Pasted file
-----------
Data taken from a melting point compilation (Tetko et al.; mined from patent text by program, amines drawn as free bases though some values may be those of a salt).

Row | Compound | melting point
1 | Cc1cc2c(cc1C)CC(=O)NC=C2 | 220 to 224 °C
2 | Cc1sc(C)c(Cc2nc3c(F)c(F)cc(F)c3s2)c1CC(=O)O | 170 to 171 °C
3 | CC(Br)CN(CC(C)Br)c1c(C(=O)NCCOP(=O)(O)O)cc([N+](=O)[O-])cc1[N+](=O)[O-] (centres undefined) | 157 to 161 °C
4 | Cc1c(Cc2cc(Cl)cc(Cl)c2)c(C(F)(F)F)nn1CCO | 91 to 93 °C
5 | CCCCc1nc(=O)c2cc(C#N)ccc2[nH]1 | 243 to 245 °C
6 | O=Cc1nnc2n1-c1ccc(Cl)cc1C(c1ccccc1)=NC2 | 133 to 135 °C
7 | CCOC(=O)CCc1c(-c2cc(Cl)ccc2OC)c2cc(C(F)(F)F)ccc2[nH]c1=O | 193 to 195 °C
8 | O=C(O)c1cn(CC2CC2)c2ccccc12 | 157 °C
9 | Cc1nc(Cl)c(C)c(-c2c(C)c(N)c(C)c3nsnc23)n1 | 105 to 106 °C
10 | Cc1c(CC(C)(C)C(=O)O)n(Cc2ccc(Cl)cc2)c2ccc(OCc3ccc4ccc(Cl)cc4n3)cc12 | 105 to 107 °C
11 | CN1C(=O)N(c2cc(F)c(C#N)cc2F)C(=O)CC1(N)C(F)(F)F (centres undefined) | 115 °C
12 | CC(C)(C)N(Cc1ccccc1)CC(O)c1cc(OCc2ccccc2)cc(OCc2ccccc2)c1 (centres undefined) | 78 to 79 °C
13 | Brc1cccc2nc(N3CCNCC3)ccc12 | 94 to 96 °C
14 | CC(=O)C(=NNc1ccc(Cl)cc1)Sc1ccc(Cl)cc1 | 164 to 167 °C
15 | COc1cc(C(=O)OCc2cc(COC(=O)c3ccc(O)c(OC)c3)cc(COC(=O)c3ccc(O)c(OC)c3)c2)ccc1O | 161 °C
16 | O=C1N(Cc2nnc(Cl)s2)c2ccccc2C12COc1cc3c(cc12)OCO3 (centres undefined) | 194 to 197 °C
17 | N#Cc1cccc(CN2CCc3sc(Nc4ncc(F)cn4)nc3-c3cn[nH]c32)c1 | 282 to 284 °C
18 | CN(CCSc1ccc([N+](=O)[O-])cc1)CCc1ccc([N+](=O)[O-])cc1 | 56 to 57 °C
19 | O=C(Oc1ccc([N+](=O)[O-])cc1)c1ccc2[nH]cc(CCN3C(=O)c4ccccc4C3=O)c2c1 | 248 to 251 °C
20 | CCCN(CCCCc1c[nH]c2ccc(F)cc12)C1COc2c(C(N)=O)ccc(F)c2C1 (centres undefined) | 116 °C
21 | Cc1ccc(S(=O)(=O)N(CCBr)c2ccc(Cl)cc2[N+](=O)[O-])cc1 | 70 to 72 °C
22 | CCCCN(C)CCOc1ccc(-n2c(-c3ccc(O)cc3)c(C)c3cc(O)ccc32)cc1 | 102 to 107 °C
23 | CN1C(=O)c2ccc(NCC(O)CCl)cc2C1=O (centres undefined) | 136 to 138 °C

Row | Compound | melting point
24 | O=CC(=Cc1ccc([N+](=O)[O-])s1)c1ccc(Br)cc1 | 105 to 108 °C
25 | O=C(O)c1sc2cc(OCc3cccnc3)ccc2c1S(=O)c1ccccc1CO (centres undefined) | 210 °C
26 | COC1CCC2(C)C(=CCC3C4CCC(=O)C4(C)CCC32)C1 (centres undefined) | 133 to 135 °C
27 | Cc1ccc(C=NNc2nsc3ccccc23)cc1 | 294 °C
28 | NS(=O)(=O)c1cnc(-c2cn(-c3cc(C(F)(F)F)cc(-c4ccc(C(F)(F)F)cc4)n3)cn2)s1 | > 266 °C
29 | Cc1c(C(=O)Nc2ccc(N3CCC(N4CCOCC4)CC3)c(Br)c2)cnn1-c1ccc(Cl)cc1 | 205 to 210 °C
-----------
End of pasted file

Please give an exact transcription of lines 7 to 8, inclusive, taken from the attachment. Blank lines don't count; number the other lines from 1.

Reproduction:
5 | CCCCc1nc(=O)c2cc(C#N)ccc2[nH]1 | 243 to 245 °C
6 | O=Cc1nnc2n1-c1ccc(Cl)cc1C(c1ccccc1)=NC2 | 133 to 135 °C